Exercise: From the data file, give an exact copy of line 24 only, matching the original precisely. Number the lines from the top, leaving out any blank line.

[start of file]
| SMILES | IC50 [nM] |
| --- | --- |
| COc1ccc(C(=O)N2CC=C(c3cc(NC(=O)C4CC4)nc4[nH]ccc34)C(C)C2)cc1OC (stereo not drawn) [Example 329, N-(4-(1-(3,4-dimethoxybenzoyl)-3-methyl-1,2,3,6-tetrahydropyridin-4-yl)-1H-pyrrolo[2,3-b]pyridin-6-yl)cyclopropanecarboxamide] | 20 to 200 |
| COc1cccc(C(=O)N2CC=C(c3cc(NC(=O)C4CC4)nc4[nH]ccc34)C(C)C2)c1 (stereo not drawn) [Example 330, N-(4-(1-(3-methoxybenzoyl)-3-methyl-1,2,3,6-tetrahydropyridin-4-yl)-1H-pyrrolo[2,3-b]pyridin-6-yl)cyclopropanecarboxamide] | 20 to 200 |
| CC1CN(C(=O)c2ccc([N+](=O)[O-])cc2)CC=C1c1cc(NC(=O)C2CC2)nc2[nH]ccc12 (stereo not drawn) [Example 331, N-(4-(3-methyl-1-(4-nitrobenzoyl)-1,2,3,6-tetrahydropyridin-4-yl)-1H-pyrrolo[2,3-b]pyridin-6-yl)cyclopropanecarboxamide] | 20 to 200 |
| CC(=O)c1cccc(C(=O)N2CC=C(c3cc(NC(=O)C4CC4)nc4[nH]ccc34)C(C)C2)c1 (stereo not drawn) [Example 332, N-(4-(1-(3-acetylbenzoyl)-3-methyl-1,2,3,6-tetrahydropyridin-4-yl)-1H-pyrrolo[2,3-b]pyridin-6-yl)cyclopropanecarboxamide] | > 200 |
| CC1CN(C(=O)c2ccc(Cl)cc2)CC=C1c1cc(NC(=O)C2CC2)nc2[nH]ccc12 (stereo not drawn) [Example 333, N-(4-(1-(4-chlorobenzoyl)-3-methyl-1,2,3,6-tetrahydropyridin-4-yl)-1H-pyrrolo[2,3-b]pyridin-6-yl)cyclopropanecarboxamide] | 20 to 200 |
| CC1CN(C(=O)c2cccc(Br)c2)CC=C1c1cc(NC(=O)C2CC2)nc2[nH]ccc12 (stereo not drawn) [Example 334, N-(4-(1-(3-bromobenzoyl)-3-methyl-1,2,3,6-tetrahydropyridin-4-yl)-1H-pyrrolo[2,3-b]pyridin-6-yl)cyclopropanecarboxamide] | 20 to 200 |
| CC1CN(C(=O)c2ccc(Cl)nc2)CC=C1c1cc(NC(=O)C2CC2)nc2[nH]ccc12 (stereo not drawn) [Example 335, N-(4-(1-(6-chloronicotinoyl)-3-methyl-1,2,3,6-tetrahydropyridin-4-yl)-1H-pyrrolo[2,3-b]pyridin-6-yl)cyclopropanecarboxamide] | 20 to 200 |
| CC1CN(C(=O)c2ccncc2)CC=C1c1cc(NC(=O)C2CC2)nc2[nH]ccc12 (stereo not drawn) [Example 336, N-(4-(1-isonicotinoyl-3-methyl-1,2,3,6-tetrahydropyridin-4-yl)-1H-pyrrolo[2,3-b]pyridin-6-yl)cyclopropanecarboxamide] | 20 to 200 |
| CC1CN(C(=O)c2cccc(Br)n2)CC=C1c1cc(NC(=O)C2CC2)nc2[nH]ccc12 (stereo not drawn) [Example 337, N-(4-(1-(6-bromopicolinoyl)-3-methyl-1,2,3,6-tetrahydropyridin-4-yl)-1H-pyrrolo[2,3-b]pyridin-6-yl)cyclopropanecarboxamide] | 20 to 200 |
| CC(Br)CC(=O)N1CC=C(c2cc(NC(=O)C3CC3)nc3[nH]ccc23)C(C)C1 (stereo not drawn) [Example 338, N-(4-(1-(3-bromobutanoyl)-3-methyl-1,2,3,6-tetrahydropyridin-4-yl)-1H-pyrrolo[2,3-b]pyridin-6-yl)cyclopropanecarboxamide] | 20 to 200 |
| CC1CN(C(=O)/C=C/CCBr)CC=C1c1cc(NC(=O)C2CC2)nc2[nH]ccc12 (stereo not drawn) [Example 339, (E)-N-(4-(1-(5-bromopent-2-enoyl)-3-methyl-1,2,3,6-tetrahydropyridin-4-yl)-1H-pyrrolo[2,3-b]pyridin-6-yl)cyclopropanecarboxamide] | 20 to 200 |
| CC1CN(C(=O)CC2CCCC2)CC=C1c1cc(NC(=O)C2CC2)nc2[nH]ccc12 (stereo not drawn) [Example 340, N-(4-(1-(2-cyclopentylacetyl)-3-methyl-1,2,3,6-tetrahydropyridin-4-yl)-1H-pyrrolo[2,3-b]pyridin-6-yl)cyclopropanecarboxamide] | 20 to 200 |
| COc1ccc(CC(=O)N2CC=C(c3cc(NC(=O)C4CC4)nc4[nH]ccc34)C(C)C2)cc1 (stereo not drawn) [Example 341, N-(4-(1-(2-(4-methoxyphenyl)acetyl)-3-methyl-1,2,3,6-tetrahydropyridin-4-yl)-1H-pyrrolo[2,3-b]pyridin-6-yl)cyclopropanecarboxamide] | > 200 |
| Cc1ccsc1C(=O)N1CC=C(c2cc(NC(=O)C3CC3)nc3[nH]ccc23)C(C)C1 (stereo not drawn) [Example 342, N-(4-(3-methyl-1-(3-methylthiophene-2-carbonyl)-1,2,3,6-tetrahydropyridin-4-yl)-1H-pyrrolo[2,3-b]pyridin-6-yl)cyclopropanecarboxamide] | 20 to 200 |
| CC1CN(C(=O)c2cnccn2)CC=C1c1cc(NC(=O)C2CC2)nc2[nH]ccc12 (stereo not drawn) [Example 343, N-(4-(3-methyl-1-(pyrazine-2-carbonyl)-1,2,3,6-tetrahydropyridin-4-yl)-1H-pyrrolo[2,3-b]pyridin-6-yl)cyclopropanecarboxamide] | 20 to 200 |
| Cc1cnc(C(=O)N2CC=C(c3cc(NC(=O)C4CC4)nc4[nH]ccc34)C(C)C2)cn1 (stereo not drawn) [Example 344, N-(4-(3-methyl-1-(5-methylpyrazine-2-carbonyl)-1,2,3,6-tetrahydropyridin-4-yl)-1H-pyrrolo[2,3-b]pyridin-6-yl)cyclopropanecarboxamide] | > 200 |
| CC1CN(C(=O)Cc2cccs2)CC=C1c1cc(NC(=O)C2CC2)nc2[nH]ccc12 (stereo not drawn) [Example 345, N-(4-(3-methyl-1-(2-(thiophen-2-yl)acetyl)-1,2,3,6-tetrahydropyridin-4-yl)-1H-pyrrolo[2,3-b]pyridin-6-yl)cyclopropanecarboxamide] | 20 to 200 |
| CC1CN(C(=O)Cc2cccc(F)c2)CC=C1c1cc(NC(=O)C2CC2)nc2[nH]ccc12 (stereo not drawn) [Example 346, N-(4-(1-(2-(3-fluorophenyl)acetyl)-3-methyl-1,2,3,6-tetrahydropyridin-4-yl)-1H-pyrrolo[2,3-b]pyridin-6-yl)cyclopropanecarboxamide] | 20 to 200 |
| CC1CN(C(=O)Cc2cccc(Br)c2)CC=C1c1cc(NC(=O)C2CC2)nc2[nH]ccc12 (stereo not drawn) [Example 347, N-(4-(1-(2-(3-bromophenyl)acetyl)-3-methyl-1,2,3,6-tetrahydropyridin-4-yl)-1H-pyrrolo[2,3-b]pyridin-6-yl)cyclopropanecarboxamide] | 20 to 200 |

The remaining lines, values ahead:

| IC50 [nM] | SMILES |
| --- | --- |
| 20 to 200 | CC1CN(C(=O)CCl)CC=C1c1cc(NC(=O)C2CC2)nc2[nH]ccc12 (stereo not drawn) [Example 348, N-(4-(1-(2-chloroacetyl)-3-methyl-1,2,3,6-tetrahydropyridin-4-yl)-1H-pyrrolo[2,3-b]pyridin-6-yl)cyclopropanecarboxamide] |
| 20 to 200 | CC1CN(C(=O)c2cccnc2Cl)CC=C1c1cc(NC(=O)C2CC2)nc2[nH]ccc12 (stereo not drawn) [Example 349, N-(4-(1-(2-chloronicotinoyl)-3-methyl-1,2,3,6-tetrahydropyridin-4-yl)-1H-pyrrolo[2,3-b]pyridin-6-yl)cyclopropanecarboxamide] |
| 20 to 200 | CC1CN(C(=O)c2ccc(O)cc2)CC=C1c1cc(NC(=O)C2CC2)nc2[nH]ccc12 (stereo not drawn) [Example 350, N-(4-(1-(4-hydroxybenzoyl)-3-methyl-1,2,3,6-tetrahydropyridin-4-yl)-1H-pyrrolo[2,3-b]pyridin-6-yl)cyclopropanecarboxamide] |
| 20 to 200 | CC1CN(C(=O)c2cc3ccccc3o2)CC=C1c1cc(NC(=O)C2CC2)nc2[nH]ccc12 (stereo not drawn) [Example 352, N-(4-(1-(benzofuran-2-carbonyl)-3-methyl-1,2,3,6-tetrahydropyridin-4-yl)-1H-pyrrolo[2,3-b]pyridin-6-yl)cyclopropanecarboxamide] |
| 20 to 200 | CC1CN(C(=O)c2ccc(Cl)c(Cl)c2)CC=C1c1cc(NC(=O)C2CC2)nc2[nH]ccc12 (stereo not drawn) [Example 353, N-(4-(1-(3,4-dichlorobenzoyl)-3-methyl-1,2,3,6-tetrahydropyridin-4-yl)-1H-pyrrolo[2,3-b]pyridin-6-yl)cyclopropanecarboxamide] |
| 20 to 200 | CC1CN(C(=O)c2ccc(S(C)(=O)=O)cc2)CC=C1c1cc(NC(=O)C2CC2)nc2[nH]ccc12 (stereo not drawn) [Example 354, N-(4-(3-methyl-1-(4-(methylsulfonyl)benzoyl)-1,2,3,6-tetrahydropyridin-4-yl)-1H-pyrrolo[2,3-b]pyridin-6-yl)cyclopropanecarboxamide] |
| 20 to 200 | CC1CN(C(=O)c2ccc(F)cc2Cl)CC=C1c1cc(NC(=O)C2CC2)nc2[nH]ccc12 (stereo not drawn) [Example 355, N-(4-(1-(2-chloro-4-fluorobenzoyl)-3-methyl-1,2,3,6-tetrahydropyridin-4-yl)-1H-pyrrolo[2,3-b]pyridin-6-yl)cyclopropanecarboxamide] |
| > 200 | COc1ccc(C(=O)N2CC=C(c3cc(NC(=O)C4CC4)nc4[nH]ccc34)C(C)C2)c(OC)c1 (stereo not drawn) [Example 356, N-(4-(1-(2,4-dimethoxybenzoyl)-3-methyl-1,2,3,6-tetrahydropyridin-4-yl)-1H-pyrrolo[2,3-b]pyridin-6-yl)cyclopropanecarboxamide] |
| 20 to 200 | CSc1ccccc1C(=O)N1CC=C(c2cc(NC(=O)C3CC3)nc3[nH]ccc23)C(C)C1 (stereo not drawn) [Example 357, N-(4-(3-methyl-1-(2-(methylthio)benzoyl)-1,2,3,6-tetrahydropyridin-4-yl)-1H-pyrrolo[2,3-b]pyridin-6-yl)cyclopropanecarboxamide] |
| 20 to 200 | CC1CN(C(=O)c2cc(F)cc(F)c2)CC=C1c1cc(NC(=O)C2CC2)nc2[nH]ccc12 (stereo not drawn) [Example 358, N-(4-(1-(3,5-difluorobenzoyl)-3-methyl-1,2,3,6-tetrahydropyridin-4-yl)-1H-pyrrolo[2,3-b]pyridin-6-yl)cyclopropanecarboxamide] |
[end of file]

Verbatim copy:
| --- | --- |